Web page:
It was on October 10 in a tiny room in Pescara that Nigel Worthington announced to the assembled Press that he was leaving his role as Northern Ireland manager.
His departure, carried out in Worthington’s typical professional and dignified manner, was applauded by the fans who had long since decided he had to go.
Privately, it was also welcomed by the Irish Football Association.
The powers-that-be at Windsor Avenue weren’t going to renew Nigel’s contract so the Ballymena man saved them a job by jumping before he was pushed.
Now, though, the IFA Board have some serious work to do finding Worthington’s replacement.
The nine men on the board have their first meeting at Windsor Avenue tonight since that October afternoon in Italy when Worthington made his intentions clear.
Plenty of contenders have emerged with some putting themselves forward for the post and others ruling themselves out.
Former Northern Ireland stars Jim Magilton and Iain Dowie have both declared they want it.
The pair of them were fantastic servants as players and have managed in the Premier League, so they have enough experience and knowledge needed to take over what is a hugely challenging position.
They tick a lot of boxes and are available, with Magilton a consultant at Shamrock Rovers and Dowie involved with media work at Sky.
Jim and Iain, big pals in their playing days, have plenty of admirers in the Irish FA and not unexpectedly are front-runners in this race.
Martin O’Neill would probably be a lap ahead if he desired the position but he has stated he wants to return to club management. Still, he’s worth an official call from the IFA.
Namesake Michael O’Neill, fresh from guiding Shamrock Rovers to a second successive League of Ireland title, has stated he is happy to stay in Dublin.
If the IFA really feel he is the man though, they could tempt him to Belfast.
Most of the talking among fans has been about that fab four, especially with the IFA preferring to appoint a local hero.
Other names to crop up have been former Northern Ireland managers Sammy McIlroy and Lawrie Sanchez and ex-players Jimmy Quinn, James Quinn, Jimmy Nicholl and Gerry Armstrong.
They are outsiders and so are Kevin Keegan and Robbie Fowler in every sense, though the interest either would generate around the football world would be stunning.
Ultimately the nine men on the IFA Board will decide who will follow in the footsteps of Peter Doherty, Bertie Peacock, Billy Bingham (twice), Terry Neill, Dave Clements, Danny Blanchflower, Bryan Hamilton, Lawrie McMenemy, Sammy McIlroy, Lawrie Sanchez and Worthington.
For the record the nine are chairman of the board Dr Leslie Caul, IFA president Jim Shaw, new IFA deputy president Terry Pateman, Hugh Wade, Trevor Annon, Conrad Kirkwood, Aidan Murphy, Robert Haworth and Alan Willis.
They will be assisted by chief executive Patrick Nelson, who will be making a few important phone calls in the next few weeks to the preferred candidates.
President Shaw said: “All of us who are involved in the board meeting will get a chance to have input into the process of selecting our new manager.
“We know how vital this process will be.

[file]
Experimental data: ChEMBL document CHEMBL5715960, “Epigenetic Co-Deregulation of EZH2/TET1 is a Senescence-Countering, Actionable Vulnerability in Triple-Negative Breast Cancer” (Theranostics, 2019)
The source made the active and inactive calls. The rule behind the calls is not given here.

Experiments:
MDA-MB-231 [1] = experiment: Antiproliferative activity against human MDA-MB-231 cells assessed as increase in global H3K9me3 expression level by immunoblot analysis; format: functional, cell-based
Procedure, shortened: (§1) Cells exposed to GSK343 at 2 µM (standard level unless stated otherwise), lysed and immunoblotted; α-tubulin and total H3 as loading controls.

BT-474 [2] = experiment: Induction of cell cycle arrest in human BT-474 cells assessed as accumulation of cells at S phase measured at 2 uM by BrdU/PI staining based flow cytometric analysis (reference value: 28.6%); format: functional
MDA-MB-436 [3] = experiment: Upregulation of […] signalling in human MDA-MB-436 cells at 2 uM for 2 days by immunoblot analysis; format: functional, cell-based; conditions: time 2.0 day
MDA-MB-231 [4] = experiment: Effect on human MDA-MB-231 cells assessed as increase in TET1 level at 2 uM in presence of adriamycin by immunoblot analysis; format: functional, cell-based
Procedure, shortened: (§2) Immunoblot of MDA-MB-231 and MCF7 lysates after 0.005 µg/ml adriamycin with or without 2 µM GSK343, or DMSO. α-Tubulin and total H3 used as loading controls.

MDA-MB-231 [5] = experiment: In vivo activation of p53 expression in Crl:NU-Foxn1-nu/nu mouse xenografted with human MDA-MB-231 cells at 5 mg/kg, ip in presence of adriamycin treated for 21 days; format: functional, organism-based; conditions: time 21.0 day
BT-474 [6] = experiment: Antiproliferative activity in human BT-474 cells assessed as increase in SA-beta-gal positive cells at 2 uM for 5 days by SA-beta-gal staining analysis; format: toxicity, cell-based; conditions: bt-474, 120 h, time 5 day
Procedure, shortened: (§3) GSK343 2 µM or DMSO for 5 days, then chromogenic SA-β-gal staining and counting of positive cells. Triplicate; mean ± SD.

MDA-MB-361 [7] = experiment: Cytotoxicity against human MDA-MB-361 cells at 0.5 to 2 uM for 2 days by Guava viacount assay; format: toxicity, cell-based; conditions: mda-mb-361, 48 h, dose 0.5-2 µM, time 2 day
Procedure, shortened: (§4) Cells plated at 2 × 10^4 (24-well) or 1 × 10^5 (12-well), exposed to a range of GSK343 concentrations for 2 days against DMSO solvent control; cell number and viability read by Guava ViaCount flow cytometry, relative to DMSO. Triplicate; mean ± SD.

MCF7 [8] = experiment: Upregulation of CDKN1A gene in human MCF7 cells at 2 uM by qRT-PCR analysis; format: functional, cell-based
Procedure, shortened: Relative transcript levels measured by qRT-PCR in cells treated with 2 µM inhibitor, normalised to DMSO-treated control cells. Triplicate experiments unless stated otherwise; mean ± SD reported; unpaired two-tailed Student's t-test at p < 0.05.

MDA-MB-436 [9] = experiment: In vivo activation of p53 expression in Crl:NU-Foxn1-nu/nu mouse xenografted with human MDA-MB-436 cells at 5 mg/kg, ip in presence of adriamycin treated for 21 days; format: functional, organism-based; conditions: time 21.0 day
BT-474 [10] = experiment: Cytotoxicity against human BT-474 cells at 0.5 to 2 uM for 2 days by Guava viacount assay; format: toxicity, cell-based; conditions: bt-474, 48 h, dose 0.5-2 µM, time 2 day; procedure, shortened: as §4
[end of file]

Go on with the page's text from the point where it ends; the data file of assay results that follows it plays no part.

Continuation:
“It is challenging for all of us and we know this is a very, very important appointment for the future of Northern Ireland football.
“The man who comes in must have what it takes to resurrect our international team.”
It’s imperative that the IFA board get their selection process and appointment right.
Indeed, you could say that it is one of the most important decisions they will make in the association’s history.
Right now the Northern Ireland international team is at a crossroads.
We can either continue to slide to oblivion or start the slow ascent to improved results and restore pride in the side and bring much-needed joy to the Green and White Army.
The Euro 2012 qualifiers proved to be a nightmare.
Only two wins out of 10 were achieved and a fifth place finish in Group C was unacceptable.
Goals may have been hard to come by, but mistakes weren’t as they littered the tail end of the campaign leading to four defeats in a row.
Sadly key performers like Stephen Craigan and Aaron Hughes announced their international retirements.
Players born, raised and who came through the IFA ranks here opted to defect and play for the Republic.
And worst of all there were serious question-marks raised about the commitment of some of our players.
With Northern Ireland slipping to 84th in Fifa’s world rankings, you would think the only way is up, but only if the IFA choose a dynamic figure, who can inspire the public and the players.
He’ll also need to take a long, hard look at the coaching structures within the IFA in a bid to bring more young talent through.
In many ways it is a short-term job to make the national team competitive again and a long-term job to ensure we stay that way.
It should also be a full-time job — not part-time to decrease costs as some of bean counters at the IFA would prefer.
Northern Ireland’s next game isn’t until February 29 when Norway visit Windsor Park. The manager will be appointed the month before.
Key decisions will be made tonight and in November and December.
There may be no games, but we are entering a hugely important period in Northern Ireland’s footballing history, make no mistake about that.